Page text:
TikTok said it filed a federal lawsuit Tuesday challenging the constitutionality of a new law that requires a sale or ban of the popular social-media app, setting up a court showdown over national security and free speech in the age of global information wars.

The suit, filed directly with a federal appeals court in Washington, D.C., seeks a court order preventing the U.S. from enforcing the bipartisan law signed by President Biden last month. The measure bans TikTok in the U.S. unless its parent company, Beijing-based ByteDance, divests itself of the platform by mid-January.

ByteDance has said it can’t and won’t sell its U.S. operations by the deadline, leaving litigation as its best hope to maintain its U.S. market. The lawsuit accuses the government of trampling on TikTok’s First Amendment rights—as well as the free-speech rights of millions of Americans—under the banner of national security.

“There is no question: the Act will force a shutdown of TikTok by January 19, 2025,” the lawsuit states, “silencing the 170 million Americans who use the platform to communicate in ways that cannot be replicated elsewhere.”

The suit also alleges the U.S. ban is an unconstitutional legislative punishment of TikTok, denies the company equal protection under the law and amounts to an unlawful taking of private property.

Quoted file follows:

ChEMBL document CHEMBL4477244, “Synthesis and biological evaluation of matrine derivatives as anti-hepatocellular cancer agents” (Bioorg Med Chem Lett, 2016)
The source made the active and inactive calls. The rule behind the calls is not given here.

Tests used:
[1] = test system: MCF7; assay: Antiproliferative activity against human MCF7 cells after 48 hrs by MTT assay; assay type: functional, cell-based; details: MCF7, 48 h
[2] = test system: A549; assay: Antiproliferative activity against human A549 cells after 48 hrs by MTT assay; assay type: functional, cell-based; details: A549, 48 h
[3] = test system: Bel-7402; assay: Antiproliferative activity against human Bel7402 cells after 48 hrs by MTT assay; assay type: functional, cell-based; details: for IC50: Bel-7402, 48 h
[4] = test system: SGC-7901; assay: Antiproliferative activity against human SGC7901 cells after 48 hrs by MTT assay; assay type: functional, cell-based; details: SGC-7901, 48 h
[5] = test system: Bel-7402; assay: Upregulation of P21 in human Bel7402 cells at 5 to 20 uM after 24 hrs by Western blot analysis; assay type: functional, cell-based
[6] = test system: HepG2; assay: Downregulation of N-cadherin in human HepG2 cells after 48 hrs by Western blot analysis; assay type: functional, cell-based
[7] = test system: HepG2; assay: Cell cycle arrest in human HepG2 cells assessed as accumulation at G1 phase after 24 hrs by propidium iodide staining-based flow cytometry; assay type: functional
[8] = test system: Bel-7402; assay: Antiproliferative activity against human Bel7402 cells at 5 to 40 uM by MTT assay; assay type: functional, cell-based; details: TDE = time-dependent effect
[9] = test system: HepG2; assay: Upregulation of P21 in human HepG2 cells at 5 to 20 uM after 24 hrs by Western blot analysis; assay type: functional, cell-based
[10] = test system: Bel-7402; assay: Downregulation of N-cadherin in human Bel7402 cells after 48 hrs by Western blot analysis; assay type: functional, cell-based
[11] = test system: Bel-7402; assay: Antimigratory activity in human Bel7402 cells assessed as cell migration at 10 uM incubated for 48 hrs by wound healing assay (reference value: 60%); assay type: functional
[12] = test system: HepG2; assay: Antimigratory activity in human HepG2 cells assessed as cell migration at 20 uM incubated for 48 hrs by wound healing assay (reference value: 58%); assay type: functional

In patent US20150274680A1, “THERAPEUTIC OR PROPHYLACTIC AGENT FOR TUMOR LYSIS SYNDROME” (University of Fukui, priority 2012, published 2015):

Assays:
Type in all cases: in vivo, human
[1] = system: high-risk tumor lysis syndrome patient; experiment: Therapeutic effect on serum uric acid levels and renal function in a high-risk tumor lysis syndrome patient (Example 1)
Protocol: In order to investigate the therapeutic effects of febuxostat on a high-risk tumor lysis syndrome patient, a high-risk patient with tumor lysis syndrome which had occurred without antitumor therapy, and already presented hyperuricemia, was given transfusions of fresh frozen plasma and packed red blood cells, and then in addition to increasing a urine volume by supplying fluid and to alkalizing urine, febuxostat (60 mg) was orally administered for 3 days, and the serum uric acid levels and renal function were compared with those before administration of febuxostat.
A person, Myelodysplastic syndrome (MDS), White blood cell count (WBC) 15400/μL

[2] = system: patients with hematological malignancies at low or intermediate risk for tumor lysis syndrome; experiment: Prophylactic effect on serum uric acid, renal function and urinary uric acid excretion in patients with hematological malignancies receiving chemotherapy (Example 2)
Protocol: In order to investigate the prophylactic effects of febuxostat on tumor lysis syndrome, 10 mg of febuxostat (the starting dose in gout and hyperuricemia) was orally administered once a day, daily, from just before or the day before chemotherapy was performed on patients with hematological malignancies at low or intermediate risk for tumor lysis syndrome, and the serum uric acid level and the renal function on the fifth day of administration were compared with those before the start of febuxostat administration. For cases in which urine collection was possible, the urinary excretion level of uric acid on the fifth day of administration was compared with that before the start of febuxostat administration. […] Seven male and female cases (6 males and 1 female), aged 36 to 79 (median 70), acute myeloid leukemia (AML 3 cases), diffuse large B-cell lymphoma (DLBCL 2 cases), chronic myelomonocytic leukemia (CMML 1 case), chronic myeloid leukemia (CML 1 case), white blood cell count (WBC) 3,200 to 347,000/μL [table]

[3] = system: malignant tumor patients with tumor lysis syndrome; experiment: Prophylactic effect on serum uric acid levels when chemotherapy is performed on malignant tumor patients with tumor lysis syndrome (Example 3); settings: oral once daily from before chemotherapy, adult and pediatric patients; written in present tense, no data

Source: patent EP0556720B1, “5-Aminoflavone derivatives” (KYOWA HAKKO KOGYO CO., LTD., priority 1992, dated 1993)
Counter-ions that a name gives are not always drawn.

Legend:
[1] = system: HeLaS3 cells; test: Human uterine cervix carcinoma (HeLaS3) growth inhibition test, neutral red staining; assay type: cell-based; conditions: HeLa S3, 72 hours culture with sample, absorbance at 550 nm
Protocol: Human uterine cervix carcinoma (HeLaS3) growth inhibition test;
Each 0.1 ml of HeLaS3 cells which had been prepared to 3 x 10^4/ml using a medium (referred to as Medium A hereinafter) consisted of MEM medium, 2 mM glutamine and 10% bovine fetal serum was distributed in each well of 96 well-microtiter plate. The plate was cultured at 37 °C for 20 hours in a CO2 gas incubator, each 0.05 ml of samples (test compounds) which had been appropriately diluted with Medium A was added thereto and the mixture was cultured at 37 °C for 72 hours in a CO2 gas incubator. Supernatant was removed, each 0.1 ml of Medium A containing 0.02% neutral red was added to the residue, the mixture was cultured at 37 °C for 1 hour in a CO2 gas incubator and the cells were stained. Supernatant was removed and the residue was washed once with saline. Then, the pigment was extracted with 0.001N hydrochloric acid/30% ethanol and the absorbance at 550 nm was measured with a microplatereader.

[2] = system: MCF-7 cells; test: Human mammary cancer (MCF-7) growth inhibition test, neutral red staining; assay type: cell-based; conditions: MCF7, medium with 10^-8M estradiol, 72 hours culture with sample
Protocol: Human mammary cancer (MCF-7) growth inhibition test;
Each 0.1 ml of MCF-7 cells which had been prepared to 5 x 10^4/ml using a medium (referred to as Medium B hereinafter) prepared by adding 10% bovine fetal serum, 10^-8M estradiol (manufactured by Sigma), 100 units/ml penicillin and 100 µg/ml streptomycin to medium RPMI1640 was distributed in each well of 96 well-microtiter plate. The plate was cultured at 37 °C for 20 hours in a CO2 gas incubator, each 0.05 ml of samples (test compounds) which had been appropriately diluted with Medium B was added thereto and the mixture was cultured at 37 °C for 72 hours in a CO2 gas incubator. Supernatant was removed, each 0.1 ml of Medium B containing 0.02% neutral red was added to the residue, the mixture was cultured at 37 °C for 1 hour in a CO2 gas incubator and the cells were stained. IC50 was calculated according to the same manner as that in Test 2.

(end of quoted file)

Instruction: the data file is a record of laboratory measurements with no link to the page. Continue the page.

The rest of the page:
TikTok’s short-form video platform has quickly gained mass appeal as an entertainment platform, news source, cultural tastemaker and activist hub.

National-security officials and federal lawmakers watched its growth with alarm. Supporters of the law say TikTok offers a foreign adversary a potent tool to spy on Americans and manipulate public opinion through its algorithms. Forcing TikTok to cut ties with China is the only effective way to deal with the security risks, they say.

TikTok says it has taken measures to safeguard user data and prevent Chinese government influence.

The U.S. has long restricted foreign ownership of radio and television broadcasting, but Congress has never taken such drastic actions against an internet platform used by millions of Americans.

Courts have struck down past government restrictions on TikTok, but left the First Amendment issues unsettled.

A federal judge in Washington, D.C. ruled against Commerce Department efforts to ban TikTok during the Trump administration, deciding the agency exceeded its authority under a law from the 1970s called the International Emergency Economic Powers Act.

In a separate Pennsylvania case, another U.S. district judge, citing similar legal grounds, sided with a group of TikTok stars that sued the Trump administration with the company’s support.

Write to Jacob Gershman at [email protected]